Monthly Archives: April 2011

SCL Picks: 3 more recommendations for National Poetry Month

Greetings, faithful readers!  As National Poetry Month comes to a close, the Stone Center Library recommends not one, not two, but THREE of our recently acquired collections of poetry.  Take a look:

“… a fascinating collection of poems and images published to mark the Bicentenary of the Abolition of the Slave Trade Act. It originated in a commission from Arts Council England for 12 poets to write on the theme of enslavement, which has resulted in a richly diverse selection of new poems. Interspersed with these are elaborate and exciting visual contributions by five artists invited by Enitharmon Editions to produce work on the same theme.” (Source: Crossword)

” Black Nature is the first anthology to focus on nature writing by African American poets, a genre that until now has not commonly been counted as one in which African American poets have participated.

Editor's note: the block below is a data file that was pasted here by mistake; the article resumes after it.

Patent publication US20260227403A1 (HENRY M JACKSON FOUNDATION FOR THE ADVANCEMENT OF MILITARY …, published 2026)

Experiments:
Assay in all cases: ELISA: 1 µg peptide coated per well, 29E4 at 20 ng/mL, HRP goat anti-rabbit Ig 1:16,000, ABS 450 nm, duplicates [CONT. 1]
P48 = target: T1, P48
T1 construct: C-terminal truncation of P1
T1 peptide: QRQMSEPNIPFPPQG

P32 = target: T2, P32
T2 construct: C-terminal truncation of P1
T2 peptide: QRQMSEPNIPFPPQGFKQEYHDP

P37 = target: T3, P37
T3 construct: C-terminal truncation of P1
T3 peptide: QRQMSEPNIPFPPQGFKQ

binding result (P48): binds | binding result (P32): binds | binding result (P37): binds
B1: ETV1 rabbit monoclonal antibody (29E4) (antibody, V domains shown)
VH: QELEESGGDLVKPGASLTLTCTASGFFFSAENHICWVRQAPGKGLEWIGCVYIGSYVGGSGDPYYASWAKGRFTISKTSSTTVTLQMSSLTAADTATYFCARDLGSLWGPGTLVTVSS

… Camille T. Dungy has selected 180 poems from 93 poets that provide unique perspectives on American social and literary history to broaden our concept of nature poetry and African American poetics. This collection features major writers such as Phillis Wheatley, Rita Dove, Yusef Komunyakaa, Gwendolyn Brooks, Sterling Brown, Robert Hayden, Wanda Coleman, Natasha Trethewey, and Melvin B. Tolson as well as newer talents such as Douglas Kearney, Major Jackson, and Janice Harrington. Included are poets writing out of slavery, Reconstruction, the Harlem Renaissance, the Black Arts Movement, and late twentieth- and early twenty-first-century African American poetic movements. (Source: Syndetic Solutions)